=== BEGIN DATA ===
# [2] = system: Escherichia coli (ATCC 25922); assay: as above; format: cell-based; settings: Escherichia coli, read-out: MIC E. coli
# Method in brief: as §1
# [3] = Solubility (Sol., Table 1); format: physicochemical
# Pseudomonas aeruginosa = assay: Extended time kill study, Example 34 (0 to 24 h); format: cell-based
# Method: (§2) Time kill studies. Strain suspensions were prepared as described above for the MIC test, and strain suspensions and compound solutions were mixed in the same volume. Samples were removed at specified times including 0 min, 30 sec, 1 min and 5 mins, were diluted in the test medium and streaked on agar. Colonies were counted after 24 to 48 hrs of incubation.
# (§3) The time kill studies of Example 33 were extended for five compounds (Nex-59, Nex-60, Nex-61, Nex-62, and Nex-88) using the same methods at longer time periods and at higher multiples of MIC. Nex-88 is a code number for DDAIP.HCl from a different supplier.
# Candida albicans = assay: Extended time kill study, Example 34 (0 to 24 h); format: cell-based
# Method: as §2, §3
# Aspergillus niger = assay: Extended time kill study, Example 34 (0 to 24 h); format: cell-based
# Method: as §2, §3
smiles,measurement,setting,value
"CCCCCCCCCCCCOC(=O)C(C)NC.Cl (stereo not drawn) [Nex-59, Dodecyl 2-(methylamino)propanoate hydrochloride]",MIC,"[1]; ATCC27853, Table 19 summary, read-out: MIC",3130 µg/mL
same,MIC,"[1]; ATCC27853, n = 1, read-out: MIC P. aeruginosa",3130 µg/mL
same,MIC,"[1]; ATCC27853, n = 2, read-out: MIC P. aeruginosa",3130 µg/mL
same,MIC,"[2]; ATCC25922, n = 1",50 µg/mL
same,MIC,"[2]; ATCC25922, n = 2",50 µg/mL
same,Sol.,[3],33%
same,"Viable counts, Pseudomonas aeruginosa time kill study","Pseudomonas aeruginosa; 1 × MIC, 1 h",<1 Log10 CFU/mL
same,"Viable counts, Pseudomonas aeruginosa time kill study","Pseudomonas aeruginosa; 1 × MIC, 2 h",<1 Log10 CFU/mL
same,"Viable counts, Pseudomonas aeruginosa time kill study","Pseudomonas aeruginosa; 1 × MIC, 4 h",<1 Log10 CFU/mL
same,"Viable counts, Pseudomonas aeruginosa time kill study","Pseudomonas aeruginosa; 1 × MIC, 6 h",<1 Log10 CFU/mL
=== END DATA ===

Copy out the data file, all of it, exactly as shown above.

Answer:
# [2] = system: Escherichia coli (ATCC 25922); assay: as above; format: cell-based; settings: Escherichia coli, read-out: MIC E. coli
# Method in brief: as §1
# [3] = Solubility (Sol., Table 1); format: physicochemical
# Pseudomonas aeruginosa = assay: Extended time kill study, Example 34 (0 to 24 h); format: cell-based
# Method: (§2) Time kill studies. Strain suspensions were prepared as described above for the MIC test, and strain suspensions and compound solutions were mixed in the same volume. Samples were removed at specified times including 0 min, 30 sec, 1 min and 5 mins, were diluted in the test medium and streaked on agar. Colonies were counted after 24 to 48 hrs of incubation.
# (§3) The time kill studies of Example 33 were extended for five compounds (Nex-59, Nex-60, Nex-61, Nex-62, and Nex-88) using the same methods at longer time periods and at higher multiples of MIC. Nex-88 is a code number for DDAIP.HCl from a different supplier.
# Candida albicans = assay: Extended time kill study, Example 34 (0 to 24 h); format: cell-based
# Method: as §2, §3
# Aspergillus niger = assay: Extended time kill study, Example 34 (0 to 24 h); format: cell-based
# Method: as §2, §3
smiles,measurement,setting,value
"CCCCCCCCCCCCOC(=O)C(C)NC.Cl (stereo not drawn) [Nex-59, Dodecyl 2-(methylamino)propanoate hydrochloride]",MIC,"[1]; ATCC27853, Table 19 summary, read-out: MIC",3130 µg/mL
same,MIC,"[1]; ATCC27853, n = 1, read-out: MIC P. aeruginosa",3130 µg/mL
same,MIC,"[1]; ATCC27853, n = 2, read-out: MIC P. aeruginosa",3130 µg/mL
same,MIC,"[2]; ATCC25922, n = 1",50 µg/mL
same,MIC,"[2]; ATCC25922, n = 2",50 µg/mL
same,Sol.,[3],33%
same,"Viable counts, Pseudomonas aeruginosa time kill study","Pseudomonas aeruginosa; 1 × MIC, 1 h",<1 Log10 CFU/mL
same,"Viable counts, Pseudomonas aeruginosa time kill study","Pseudomonas aeruginosa; 1 × MIC, 2 h",<1 Log10 CFU/mL
same,"Viable counts, Pseudomonas aeruginosa time kill study","Pseudomonas aeruginosa; 1 × MIC, 4 h",<1 Log10 CFU/mL
same,"Viable counts, Pseudomonas aeruginosa time kill study","Pseudomonas aeruginosa; 1 × MIC, 6 h",<1 Log10 CFU/mL